Good sources of vitamin C include bell peppers, citrus fruits, cantaloupe, broccoli, Brussels sprouts, cauliflower, potatoes. Vitamin C is lost in high temperature and prolonged cooking.

 Vitamin D (cholecalciferol) The body makes vitamin D when the skin is exposed to sunshine or ultraviolet light. About 20 min of unprotected exposure mid day in the summer months in Ontario will produce about 1000IU of vitamin D. Small amounts may be found in food sources such as fish, egg yolk, beef liver, however, when sunlight is inadequate (no exposure or seasonal variance), supplementation is essential.

Vitamin D helps the body absorb calcium and phosphorous, builds bone mineral matrix, helps the nerves and muscles function, boosts the immune system, and modulates autoimmune diseases. When the supplemental D3 taken with K2, vitamin D helps get calcium out of the blood stream and into the bones. Vitamin D deficiency can be suspect in multiple sclerosis, cancer, pancreatic deficiency, Crohn’s, Colitis, fibromyalgia, chronic fatigue, chronic low back pain, or severe muscle weakness. You may purchase D3+K2 drops at Forward Health.

Vitamin E: There are 8 different kinds of vitamin E – each a different type of tocopherol. Vitamin E is known as an antioxidant and the most potent, bioavailable form is alpha-tocopherol. When supplementing it is best to have a mixed or blend of tocopherols. Vitamin E is also involved in anticoagulation (inhibits platelet aggregation), is anti-inflammatory and stabilizes the cell membrane. Those with fat malabsorption issues at risk for deficiency. Vitamin E is also depleted in those with a high consumption of fatty foods, as thermally oxidized vegetable oil depletes vitamin E status. Good food sources of vitamin E include almond oil, wheat germ oil, nuts and seeds, whole grains, egg yolks and leafy green vegetables.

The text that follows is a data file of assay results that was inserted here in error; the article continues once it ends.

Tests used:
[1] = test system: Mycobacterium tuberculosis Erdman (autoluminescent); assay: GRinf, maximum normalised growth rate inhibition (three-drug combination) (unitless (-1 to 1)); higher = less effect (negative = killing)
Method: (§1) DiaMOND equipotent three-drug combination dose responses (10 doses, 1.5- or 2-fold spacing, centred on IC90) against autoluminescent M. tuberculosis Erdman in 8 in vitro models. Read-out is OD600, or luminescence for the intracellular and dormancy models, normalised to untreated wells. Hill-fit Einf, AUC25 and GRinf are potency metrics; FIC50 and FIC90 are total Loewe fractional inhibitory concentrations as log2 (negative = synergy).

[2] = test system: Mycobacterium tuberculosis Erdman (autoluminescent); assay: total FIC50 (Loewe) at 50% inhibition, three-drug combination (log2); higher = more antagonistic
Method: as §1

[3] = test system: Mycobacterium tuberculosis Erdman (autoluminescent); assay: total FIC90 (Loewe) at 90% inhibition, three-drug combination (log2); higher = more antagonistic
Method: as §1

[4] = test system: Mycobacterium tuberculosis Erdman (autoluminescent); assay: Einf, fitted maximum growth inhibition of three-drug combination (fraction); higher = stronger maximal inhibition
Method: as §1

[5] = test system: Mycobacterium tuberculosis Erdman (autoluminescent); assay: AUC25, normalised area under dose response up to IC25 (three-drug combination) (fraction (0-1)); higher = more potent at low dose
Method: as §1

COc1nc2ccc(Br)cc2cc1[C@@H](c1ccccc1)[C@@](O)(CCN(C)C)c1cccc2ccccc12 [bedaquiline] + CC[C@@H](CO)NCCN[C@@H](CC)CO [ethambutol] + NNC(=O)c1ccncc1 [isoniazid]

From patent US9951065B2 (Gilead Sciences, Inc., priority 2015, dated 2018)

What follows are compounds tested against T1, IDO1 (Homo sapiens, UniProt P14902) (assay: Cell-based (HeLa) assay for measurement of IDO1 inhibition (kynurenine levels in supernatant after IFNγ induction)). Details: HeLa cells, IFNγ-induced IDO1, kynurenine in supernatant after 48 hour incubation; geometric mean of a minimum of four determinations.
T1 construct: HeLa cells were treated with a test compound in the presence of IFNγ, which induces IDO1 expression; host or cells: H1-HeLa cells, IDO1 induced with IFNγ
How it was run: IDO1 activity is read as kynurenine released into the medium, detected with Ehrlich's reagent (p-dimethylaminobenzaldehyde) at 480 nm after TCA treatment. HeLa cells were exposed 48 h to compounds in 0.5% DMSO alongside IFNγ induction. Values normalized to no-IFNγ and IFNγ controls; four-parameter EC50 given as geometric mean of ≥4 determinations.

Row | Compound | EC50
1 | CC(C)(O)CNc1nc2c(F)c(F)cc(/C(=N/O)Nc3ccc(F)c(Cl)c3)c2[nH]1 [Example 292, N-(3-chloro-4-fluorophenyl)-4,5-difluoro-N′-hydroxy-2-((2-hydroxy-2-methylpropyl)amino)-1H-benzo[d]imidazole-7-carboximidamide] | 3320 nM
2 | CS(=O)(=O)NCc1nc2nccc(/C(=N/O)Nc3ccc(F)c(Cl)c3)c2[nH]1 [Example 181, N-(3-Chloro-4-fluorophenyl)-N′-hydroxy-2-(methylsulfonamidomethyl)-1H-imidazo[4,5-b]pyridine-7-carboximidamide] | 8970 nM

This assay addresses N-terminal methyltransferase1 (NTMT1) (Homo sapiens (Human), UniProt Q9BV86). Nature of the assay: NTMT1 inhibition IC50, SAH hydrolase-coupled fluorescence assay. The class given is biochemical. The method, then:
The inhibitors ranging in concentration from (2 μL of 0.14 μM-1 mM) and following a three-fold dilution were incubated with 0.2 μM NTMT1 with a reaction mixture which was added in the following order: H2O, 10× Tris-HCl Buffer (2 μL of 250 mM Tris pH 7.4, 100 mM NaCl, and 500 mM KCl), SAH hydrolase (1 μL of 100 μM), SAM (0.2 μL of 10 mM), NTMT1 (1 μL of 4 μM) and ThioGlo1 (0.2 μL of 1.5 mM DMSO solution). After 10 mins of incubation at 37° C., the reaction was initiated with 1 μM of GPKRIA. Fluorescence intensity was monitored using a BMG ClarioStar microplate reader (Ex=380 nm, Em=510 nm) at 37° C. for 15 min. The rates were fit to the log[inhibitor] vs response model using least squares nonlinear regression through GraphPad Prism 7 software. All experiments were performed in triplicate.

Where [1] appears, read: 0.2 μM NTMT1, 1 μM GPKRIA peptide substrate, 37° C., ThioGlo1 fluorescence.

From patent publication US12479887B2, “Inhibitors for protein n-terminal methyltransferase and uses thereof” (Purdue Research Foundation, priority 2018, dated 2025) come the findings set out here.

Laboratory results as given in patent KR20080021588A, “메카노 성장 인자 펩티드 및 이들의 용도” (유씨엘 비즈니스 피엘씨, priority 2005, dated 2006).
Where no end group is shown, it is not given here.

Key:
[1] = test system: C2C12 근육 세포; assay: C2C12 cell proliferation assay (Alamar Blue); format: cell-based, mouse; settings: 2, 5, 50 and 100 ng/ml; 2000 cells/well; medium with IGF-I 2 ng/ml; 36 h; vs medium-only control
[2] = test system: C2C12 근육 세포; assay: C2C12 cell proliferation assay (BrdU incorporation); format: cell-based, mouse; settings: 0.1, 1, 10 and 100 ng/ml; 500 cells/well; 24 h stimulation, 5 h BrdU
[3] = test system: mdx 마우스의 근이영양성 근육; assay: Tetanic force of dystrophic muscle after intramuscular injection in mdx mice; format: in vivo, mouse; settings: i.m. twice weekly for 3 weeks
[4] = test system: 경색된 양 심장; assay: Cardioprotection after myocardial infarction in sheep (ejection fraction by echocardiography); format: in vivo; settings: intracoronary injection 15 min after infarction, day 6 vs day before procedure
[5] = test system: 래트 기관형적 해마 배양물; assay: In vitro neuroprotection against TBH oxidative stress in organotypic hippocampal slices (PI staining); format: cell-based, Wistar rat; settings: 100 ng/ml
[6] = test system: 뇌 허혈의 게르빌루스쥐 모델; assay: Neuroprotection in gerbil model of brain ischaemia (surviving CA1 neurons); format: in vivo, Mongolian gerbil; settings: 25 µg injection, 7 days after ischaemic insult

Vitamin K: There are actually four different kinds of Vitamin K. Vitamin K1 is what is often tracked so closely for those on warfarin because warfarin is an anticoagulant and affects the INR – the measurement we use to factor coagulation, or thickening of blood. Vitamin K1 is found in lots of leafy greens. K1 is also given to newborns to help prevent hemorrhage; a newborns’ intestinal tract is not yet making its own Vitamin K. K2 is made by some bacteria in our gastrointestinal tract, and by bacteria in some foods, like brie cheese. K2 helps Vitamin D3 get Calcium into the bones, so is useful in those suffering with osteoporosis or steroid induced bone loss and also can help lower total cholesterol in people on kidney dialysis. K3 and K4 still have much research pending. Those with Celiac disease not on a gluten free diet, chemotherapy, anticonvulsants or antibiotics may be at risk of vitamin K depletion, most likely due to the disruption in the bacteria of the gastrointestinal tract.

Good food sources of Vitamin K include dark leafy greens and to maximize absorption are best eaten with a source of fat (butter, olive oil, coconut oil, avocados). Olive oil actually is a source of vitamin K1 so it’s on double duty! Cheese, especially brie, egg yolks and fermented soy beans (natto) are also sources of Vitamin K.

Again, emphasize a diet with a full variety of  fresh wholesome foods, rather than supplementation. There are cases however where supplementation for the short term, and sometimes even the long term, is necessary for optimum health status. A naturopathic doctor has the training and resources to help you decide what is best for your individual requirements.

Dr. Laura M. Brown, ND

Source:

Gaby, A. (2011) Nutritional Medicine. Fritz Perlberg Publishing. Concord, NH.

Brainy Nut Ball Recipe

These brainy nut balls are an anti-inflammatory powerhouse full of vitamins, minerals, protein, carbohydrates, and healthy fats. Fuel your brain and your body… a couple of these are great before a work out or a mid-day work snack. Once you get the hang of making them you can alternate the type of nuts and seeds you use to help get variety into your diet.

They are dairy and gluten free if the ingredients you purchase say so. All nuts are raw and have no other coating on them (watch ingredients).

 

Dr. Laura’s Ginger Nut Balls

8-10 dried figs, stems removed

1/2c Pumpkin seeds or coconut (unsweetened shredded) or sesame nutballsseastrokesseeds

1c walnuts or almond or hazel nuts

1/3 cup hemp hearts

1/2c ground flax

¼ c fancy molasses

2-3tbsp olive oil

1-3 tbsp ground dried ginger (depends on strength)

1 tbsp ground cinnamon

 

Food process until it looks like cookie batter (starts to clump a bit but is well mixed).

Roll/press into balls a little small than a Timbit size.

Best eaten in 3-5 days, store in fridge.

From the heart, mind and kitchen of your local naturopathic doctor Dr. Laura M. Brown, ND.

Picture complements of seastoke.com